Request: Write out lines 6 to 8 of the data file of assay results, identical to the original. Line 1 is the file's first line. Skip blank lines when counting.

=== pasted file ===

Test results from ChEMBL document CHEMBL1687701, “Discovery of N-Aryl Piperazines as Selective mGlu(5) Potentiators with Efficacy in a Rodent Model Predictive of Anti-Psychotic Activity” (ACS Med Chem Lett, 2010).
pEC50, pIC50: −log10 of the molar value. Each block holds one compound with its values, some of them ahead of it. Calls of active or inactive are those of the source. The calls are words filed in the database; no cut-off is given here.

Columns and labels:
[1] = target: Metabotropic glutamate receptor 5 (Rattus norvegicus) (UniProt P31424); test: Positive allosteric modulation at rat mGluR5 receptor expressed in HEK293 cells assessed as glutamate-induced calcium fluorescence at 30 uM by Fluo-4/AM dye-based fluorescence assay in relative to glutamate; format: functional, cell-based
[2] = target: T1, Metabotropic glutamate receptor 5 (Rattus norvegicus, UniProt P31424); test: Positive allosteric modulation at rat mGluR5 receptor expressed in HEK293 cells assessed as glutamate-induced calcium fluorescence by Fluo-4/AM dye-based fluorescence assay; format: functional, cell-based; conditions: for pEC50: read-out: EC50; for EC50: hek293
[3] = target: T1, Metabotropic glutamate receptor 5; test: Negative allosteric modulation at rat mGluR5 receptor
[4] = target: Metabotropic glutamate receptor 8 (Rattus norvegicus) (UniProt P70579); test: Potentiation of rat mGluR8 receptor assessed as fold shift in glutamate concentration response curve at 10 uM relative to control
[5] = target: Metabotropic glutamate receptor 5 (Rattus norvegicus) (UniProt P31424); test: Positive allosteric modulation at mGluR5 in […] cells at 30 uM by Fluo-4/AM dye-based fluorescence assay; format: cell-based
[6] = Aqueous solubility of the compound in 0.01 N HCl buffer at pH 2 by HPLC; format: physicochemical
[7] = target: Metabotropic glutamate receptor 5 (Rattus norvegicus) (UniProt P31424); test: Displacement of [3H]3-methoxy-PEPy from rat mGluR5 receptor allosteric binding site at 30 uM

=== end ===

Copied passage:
[3] = target: T1, Metabotropic glutamate receptor 5; test: Negative allosteric modulation at rat mGluR5 receptor
[4] = target: Metabotropic glutamate receptor 8 (Rattus norvegicus) (UniProt P70579); test: Potentiation of rat mGluR8 receptor assessed as fold shift in glutamate concentration response curve at 10 uM relative to control
[5] = target: Metabotropic glutamate receptor 5 (Rattus norvegicus) (UniProt P31424); test: Positive allosteric modulation at mGluR5 in […] cells at 30 uM by Fluo-4/AM dye-based fluorescence assay; format: cell-based